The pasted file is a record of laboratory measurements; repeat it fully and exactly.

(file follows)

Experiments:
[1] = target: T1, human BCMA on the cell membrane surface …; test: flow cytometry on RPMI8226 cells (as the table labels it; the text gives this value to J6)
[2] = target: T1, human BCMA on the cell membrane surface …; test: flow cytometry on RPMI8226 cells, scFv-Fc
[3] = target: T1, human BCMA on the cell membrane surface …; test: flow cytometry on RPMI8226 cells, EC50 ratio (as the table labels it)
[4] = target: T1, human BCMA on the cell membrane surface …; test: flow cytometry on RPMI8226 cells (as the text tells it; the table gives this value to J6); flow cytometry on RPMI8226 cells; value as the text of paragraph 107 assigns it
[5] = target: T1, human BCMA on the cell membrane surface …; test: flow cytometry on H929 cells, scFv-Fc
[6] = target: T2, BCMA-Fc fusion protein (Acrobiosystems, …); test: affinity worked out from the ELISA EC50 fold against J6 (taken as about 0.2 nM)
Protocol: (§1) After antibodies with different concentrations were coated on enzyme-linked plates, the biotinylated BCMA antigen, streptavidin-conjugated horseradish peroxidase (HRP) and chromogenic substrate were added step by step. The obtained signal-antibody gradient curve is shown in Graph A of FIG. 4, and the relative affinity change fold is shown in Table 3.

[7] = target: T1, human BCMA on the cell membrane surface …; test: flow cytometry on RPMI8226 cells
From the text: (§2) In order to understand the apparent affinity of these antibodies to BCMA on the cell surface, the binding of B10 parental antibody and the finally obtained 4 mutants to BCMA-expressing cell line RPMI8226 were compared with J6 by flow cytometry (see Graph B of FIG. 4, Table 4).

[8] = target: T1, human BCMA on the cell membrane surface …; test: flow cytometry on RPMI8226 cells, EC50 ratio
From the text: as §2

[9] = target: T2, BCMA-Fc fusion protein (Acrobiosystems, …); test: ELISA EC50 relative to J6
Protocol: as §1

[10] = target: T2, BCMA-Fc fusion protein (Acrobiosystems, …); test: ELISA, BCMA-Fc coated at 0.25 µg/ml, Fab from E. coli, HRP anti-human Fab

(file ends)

Experiments:
[1] = target: T1, human BCMA on the cell membrane surface …; test: flow cytometry on RPMI8226 cells (as the table labels it; the text gives this value to J6)
[2] = target: T1, human BCMA on the cell membrane surface …; test: flow cytometry on RPMI8226 cells, scFv-Fc
[3] = target: T1, human BCMA on the cell membrane surface …; test: flow cytometry on RPMI8226 cells, EC50 ratio (as the table labels it)
[4] = target: T1, human BCMA on the cell membrane surface …; test: flow cytometry on RPMI8226 cells (as the text tells it; the table gives this value to J6); flow cytometry on RPMI8226 cells; value as the text of paragraph 107 assigns it
[5] = target: T1, human BCMA on the cell membrane surface …; test: flow cytometry on H929 cells, scFv-Fc
[6] = target: T2, BCMA-Fc fusion protein (Acrobiosystems, …); test: affinity worked out from the ELISA EC50 fold against J6 (taken as about 0.2 nM)
Protocol: (§1) After antibodies with different concentrations were coated on enzyme-linked plates, the biotinylated BCMA antigen, streptavidin-conjugated horseradish peroxidase (HRP) and chromogenic substrate were added step by step. The obtained signal-antibody gradient curve is shown in Graph A of FIG. 4, and the relative affinity change fold is shown in Table 3.

[7] = target: T1, human BCMA on the cell membrane surface …; test: flow cytometry on RPMI8226 cells
From the text: (§2) In order to understand the apparent affinity of these antibodies to BCMA on the cell surface, the binding of B10 parental antibody and the finally obtained 4 mutants to BCMA-expressing cell line RPMI8226 were compared with J6 by flow cytometry (see Graph B of FIG. 4, Table 4).

[8] = target: T1, human BCMA on the cell membrane surface …; test: flow cytometry on RPMI8226 cells, EC50 ratio
From the text: as §2

[9] = target: T2, BCMA-Fc fusion protein (Acrobiosystems, …); test: ELISA EC50 relative to J6
Protocol: as §1

[10] = target: T2, BCMA-Fc fusion protein (Acrobiosystems, …); test: ELISA, BCMA-Fc coated at 0.25 µg/ml, Fab from E. coli, HRP anti-human Fab